Here's what was needed to show the world Steve-O bashing his head against a table:
-- 18 people in a production studio (I counted). Just like they show you in the movies, a team of people sat in front of a bank of about 40 tiny television sets, while one guy shouted out orders about which camera angle he wanted from moment to moment. At one point, one of the workers turned to another and said something (I didn't hear what) and she snapped back at him, "I know!" as if his suggestion was a silly, obvious one. Think about that... two people got angry with each other over the best way to film Steve-O bashing his head against a table.
-- Four camera guys, plus at least one person with each camera guy to make sure none of the camera cables get tangled.
-- Approximately a dozen other crew members -- people to work the lights, the sound, etc.
-- An "audience guy" on either side of the studio to make sure that the studio audience applauded loudly enough (and at the appropriate times) while Steve-O was furthering his brain damage.
-- An untold number of pages, assistants, and security people. Anyone who worked there had a badge and there were literally dozens of people with badges doing things that I couldn't quite figure out. They all moved around with purpose, however. I know, because whenever I was even slightly in their way, they looked at me like I was a giant, pulsating tumor.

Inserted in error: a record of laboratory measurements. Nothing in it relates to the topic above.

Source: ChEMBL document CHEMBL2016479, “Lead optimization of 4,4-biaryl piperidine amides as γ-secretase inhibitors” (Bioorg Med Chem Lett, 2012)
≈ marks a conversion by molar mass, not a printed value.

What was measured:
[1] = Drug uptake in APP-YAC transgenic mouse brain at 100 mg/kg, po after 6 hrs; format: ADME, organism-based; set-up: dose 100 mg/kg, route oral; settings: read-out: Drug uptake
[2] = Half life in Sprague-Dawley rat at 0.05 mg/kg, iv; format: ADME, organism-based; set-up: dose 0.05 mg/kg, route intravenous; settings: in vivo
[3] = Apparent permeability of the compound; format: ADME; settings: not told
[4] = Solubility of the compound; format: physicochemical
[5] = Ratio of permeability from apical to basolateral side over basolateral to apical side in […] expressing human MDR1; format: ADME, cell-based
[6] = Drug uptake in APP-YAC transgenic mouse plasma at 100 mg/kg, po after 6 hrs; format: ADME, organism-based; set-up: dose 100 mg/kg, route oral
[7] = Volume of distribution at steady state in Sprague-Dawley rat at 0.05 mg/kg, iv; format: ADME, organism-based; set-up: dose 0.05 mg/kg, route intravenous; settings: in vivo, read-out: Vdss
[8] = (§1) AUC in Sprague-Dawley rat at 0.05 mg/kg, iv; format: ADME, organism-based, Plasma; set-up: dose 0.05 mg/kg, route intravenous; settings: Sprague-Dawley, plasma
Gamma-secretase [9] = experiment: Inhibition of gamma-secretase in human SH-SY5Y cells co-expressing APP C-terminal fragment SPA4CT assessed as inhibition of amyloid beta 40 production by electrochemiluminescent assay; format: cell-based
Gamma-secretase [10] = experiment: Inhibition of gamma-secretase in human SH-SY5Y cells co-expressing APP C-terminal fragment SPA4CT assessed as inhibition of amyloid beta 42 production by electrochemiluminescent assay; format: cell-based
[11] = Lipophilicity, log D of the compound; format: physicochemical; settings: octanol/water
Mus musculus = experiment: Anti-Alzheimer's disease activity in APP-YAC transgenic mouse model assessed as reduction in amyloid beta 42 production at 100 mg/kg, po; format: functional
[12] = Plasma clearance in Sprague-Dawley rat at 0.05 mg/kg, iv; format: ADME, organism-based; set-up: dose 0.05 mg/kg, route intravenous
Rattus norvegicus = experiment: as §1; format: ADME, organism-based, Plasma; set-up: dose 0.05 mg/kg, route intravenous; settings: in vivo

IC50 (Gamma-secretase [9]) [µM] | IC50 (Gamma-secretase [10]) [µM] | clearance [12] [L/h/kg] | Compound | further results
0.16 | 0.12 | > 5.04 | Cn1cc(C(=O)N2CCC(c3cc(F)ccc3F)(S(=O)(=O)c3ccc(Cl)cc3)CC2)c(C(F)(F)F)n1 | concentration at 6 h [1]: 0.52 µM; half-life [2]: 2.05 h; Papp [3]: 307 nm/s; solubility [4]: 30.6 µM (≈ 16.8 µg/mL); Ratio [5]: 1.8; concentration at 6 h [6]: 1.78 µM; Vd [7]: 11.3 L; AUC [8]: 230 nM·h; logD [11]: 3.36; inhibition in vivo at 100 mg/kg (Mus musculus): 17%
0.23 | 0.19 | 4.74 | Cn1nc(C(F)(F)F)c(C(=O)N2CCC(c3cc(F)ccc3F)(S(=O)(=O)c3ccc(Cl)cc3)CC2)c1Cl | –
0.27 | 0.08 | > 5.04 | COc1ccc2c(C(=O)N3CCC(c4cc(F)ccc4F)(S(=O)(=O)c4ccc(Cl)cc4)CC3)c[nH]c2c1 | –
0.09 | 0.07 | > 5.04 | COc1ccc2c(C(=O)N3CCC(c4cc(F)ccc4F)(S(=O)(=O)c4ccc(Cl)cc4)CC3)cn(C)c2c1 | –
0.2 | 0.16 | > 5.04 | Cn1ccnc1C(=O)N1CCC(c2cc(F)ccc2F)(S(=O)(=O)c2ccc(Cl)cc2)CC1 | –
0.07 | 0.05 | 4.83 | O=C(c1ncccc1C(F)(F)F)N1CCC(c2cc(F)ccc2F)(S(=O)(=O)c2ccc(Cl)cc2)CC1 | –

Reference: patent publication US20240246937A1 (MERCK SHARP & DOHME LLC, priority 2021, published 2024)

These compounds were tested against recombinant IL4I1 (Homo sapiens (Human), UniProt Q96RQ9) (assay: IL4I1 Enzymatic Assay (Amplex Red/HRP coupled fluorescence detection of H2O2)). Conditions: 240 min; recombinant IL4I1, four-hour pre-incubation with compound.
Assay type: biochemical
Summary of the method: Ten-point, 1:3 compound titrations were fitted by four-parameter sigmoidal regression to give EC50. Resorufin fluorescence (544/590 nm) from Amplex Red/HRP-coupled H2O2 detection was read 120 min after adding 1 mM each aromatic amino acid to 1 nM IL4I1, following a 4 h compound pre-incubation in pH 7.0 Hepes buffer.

My guess is it took about 80 to 100 people working in unison to make sure that the people at home got the best possible presentation of Steve-O bashing his head against a table. One can assume that those people are good at their jobs -- they're working, after all, at a major cable network. One can also assume that not all of them are free from self-examination. At some point in their lives, they must realize the amount of effort they're putting into something that most people consider the antithesis of entertainment... some guy banging his head against a flat wooden surface.
Now you know why most people in the entertainment business are bitter.
4. The obligatory list of stuff that MTV wants me to tell you about Jackassworld:
- The 24-hour takeover of MTV was done to celebrate the full release of the Jackassworld website.
- Jackass is the first MTV property to make a complete transition to the web. Jackassworld is not considered an extension of the television show, like most shows' websites, but the new home of all Jackass material.
- Jackassworld is a joint production between MTV and Dickhole productions. David Gale (no, not the guy from that awful Kevin Spacey movie, the former head of MTV Studios) got the project off the ground. This will be the first of hopefully many innovative web presences for MTV.
- Several hundred Jackass clips are broken down into segments and fully searchable on the site.